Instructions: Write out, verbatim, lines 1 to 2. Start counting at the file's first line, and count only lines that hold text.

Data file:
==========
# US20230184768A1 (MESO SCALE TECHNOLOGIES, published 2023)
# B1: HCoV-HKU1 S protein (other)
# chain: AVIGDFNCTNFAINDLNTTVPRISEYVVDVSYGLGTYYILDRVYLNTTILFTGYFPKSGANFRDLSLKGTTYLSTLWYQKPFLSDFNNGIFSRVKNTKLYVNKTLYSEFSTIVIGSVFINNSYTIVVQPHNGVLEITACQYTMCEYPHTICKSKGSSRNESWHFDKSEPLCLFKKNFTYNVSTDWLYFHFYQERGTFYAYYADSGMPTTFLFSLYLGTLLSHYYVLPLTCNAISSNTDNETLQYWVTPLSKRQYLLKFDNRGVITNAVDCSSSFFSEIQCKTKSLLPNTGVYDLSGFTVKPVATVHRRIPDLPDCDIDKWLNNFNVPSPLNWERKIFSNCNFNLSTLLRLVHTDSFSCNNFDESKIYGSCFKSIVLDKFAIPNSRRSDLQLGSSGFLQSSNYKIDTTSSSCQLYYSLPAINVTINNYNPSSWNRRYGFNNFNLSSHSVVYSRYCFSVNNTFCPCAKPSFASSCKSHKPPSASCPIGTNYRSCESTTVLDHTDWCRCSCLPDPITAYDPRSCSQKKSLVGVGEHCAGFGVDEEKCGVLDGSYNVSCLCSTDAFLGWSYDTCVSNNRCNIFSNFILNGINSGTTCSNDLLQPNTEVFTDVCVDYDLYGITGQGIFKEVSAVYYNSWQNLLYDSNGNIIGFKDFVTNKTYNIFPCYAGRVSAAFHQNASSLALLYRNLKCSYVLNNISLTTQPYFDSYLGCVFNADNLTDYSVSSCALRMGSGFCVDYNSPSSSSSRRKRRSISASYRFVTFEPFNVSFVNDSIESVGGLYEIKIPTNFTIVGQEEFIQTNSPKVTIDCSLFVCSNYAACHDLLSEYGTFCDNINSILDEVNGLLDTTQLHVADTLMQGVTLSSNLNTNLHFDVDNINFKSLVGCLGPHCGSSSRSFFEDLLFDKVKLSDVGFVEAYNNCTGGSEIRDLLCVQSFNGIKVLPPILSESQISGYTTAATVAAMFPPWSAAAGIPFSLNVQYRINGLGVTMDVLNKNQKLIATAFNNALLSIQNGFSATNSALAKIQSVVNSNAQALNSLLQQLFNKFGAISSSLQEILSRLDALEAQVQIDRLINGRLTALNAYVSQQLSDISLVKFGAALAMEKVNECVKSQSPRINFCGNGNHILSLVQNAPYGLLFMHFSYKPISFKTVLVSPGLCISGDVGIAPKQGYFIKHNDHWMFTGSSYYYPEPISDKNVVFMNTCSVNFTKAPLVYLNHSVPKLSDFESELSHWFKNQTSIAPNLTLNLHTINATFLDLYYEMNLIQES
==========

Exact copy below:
# US20230184768A1 (MESO SCALE TECHNOLOGIES, published 2023)
# B1: HCoV-HKU1 S protein (other)